She added the NDP has no immediate plans to increase taxes for individuals. As a staff representative for CUPE 3906, MacBain represents teaching assistants, sessional faculty and post-doctoral students at McMaster University.

She hopes to advocate for increased funding for post-secondary education, arguing that Ontario now lags behind other Canadian provinces.

Green Party candidate Peter Ormond describes the election as a fear-based campaign, with voters feeling they are forced to choose between the lesser of two-evils.

“We need people to learn about our policies,” said Ormond.

Along with a plan to lower the cost of prescription drugs, a Green government would make funding to municipalities contingent upon sustainable development. The Green Party is opposed to urban sprawl and supports the protection of green space.

To illustrate his point, Ormond cited plans to close inner-city schools in Hamilton and bus students to suburban schools, a plan he believes, supports urban sprawl.

The Greens oppose nuclear energy and support research and development of renewable energy sources. Citing his party’s concerns with peak oil, Ormond is opposed to Hamilton’s airport employment growth district which was approved last year by city council. He said the airport-centred jobs will be mainly minimum wage warehousing positions on land that is better suited for agriculture.

The Green Party, which garnered more than one million votes in the 2008 federal election, has never elected a member of Parliament.

The party is proposing electoral reform through a system of proportional representation.

A PR system provides parties with representation based on the percentage of the popular vote the party receives.

Candidates make final pitch to voters

News Apr 27, 2011 Ancaster News

In the final days of the federal election campaign, candidates from all the major parties are canvassing homes looking to secure your vote.

Six candidates are vying to represent Ancaster-Dundas-Flamborough-Westdale in the May 2 election.

Along with David Sweet, the Conservative incumbent, challengers include Liberal candidate Dave Braden, New Democrat Nancy MacBain, Green Party candidate Peter Ormond, Jamile Ghaddar of the Marxist-Leninist Party and Libertarian candidate Anthony Giles.

Braden said the Conservatives have shown a lack of integrity through repeated scandals, including a contempt of parliament charge that ultimately triggered the election.

“When a party leader stands up and says, ‘We’re in favour of honesty and integrity, and they’ve just been caught lying, that negative attitude starting from (Conservative leader Stephen) Harper has left a very bitter attitude among a lot of people.”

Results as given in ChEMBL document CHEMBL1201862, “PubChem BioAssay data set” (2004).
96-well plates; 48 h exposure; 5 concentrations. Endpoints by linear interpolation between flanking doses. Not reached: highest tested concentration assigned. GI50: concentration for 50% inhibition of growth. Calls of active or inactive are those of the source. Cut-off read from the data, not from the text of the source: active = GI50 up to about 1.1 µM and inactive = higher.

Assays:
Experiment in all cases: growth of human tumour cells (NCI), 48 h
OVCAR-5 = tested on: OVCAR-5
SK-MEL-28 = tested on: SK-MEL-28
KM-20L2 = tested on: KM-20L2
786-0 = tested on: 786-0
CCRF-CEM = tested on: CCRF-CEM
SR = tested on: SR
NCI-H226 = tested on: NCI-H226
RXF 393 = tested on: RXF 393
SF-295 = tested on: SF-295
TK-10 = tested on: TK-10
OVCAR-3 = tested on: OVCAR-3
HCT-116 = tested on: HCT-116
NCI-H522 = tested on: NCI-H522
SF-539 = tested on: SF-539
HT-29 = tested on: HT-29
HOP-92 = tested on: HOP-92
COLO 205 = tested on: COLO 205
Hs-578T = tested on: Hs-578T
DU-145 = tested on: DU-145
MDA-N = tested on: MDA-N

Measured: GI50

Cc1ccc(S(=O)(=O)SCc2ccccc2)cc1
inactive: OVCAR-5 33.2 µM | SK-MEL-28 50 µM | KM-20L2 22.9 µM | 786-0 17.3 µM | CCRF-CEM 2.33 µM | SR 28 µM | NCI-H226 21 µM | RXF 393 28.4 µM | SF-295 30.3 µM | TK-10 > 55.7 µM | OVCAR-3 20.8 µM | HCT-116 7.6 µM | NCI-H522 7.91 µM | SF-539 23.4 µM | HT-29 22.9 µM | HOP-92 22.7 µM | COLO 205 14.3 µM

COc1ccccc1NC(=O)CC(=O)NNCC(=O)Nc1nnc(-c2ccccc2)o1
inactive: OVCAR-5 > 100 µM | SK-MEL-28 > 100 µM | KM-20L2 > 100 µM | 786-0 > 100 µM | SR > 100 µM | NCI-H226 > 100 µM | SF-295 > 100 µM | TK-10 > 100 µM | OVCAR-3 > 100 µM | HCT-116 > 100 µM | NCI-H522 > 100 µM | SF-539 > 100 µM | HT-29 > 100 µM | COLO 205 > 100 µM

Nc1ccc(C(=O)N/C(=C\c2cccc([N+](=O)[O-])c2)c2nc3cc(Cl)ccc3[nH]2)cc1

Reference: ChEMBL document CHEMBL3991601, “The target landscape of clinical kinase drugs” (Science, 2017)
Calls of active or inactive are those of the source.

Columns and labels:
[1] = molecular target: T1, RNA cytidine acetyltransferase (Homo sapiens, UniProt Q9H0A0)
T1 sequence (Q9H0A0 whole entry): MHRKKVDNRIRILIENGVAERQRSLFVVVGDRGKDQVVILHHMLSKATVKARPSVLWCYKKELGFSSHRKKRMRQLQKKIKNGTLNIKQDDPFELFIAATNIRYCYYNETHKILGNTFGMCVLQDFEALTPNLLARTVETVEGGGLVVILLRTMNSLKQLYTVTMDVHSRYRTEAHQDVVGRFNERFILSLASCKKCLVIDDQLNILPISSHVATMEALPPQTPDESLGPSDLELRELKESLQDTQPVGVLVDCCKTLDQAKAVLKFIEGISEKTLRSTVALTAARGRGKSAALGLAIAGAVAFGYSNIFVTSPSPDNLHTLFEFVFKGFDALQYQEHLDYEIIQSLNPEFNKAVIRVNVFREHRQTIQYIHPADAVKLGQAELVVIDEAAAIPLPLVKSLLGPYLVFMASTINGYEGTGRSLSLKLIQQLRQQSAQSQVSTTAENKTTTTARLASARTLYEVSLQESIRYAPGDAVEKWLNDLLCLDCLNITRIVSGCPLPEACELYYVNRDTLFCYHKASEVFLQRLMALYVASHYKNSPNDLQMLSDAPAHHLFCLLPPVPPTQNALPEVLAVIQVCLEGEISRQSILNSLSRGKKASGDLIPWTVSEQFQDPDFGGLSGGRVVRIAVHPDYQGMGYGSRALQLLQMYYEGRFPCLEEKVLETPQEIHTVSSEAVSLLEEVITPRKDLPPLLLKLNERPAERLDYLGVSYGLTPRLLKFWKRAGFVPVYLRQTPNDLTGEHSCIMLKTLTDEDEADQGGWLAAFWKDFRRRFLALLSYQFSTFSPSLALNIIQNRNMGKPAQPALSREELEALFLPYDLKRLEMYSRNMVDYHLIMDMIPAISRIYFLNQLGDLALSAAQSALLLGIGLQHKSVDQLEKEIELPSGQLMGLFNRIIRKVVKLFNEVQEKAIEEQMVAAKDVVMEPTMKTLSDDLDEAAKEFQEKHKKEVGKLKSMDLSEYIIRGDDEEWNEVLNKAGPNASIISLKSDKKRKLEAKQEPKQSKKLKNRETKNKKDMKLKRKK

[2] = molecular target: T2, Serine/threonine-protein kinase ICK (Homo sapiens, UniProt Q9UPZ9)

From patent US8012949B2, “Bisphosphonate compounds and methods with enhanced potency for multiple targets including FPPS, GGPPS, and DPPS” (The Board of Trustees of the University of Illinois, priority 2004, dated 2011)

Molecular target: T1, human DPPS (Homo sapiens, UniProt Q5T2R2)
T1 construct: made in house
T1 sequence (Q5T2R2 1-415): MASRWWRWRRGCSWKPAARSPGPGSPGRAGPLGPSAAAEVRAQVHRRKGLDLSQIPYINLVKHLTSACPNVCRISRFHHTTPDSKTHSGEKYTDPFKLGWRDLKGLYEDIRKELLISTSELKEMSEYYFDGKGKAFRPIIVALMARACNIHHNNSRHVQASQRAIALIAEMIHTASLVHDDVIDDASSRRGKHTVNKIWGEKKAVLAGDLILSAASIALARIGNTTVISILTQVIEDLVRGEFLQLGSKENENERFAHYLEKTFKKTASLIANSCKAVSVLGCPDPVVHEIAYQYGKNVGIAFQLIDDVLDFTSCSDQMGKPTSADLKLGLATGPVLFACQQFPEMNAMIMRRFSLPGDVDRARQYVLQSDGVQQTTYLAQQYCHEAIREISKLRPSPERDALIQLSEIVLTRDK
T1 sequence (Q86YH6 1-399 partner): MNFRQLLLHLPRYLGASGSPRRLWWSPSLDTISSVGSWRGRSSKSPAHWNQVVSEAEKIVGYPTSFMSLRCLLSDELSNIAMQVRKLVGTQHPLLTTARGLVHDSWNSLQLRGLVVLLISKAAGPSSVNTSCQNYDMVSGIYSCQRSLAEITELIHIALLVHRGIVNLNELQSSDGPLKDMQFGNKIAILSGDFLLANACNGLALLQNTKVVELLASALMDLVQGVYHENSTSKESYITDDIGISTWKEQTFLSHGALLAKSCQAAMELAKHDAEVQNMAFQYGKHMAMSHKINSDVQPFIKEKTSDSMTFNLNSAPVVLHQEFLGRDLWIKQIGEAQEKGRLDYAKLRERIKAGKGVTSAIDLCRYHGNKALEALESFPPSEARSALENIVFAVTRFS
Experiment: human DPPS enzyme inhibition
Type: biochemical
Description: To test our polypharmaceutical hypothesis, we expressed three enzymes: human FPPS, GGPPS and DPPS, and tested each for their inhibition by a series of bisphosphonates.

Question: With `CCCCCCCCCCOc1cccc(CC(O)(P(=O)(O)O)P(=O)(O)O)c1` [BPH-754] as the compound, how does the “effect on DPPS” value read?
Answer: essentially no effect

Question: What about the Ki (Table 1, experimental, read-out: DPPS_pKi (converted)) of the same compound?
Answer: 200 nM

After canvassing areas in Flamborough recently, Braden said he is encouraged by the support he’s receiving. He said he recently converted a Waterdown resident who was previously a lifelong Conservative supporter.

“People that think about the future – they’re leaving the Conservatives,” said Braden.“What they’re telling me is they don’t like the attitude, particularly women.” Braden is a former deputy mayor of Flamborough and spent 15 years as a regional and city councillor for the area.Braden criticized the Conservatives for warning Canadians the country could suffer economic hardship if a Conservative government is not returned to Ottawa.

“It’s good to see that people are seeing through these politics and fear and threats,” said Braden.

“Harper is saying it’s it, or you’re going to go down the tubes. So I think there’s an element of desperation here.”

Citing cuts to corporate tax rates which the Liberals would reverse, and Conservative plans to purchase F-35 fighter jets, Braden believes a Liberal government would charge Canadians less in taxes.

“If you just want to be selfish and you want to put the charts up about who’s going to pay less tax, there’s no question you’re going to pay less tax if you vote Liberal. People don’t know that,” said Braden.

The Liberal candidate said the Conservatives have amassed a serious deficit during the last term in office, which will leave Canadians with a serious debt burden.

“When you talk about $56 billion in deficit in a year, people don’t get it. But if you say that translates into $5,000 more debt, per family, people get that.” David Sweet countered Braden’s remarks on taxes, saying his government has brought tax-freedom day three weeks sooner than in 2006. Sweet also doubts the Liberal plan to raise corporate tax rates from 16.5 to 18 per cent will stimulate economic growth.

Sweet pointed to the Liberal’s failed 2008 campaign, when former leader Stéphane Dion planned to create a carbon tax at a time when the country was already coping with high gas prices. He suggested tax increases for families are still a possibility with a Liberal government.

“We have the best position in the G7 for debt to GDP,” said Sweet. The incumbent also reiterated his party’s plan for a balanced budget by 2014-15.

Sweet said the number-one issue for ADFW voters is the economy.

“Seniors issues come up as well,” said Sweet, emphasizing his party’s support for tax credits to benefit low income seniors.

Banding together On the issue of honesty and accountability, Sweet said the contempt of parliament ruling was simply the result of three opposition parties banding together to force an election.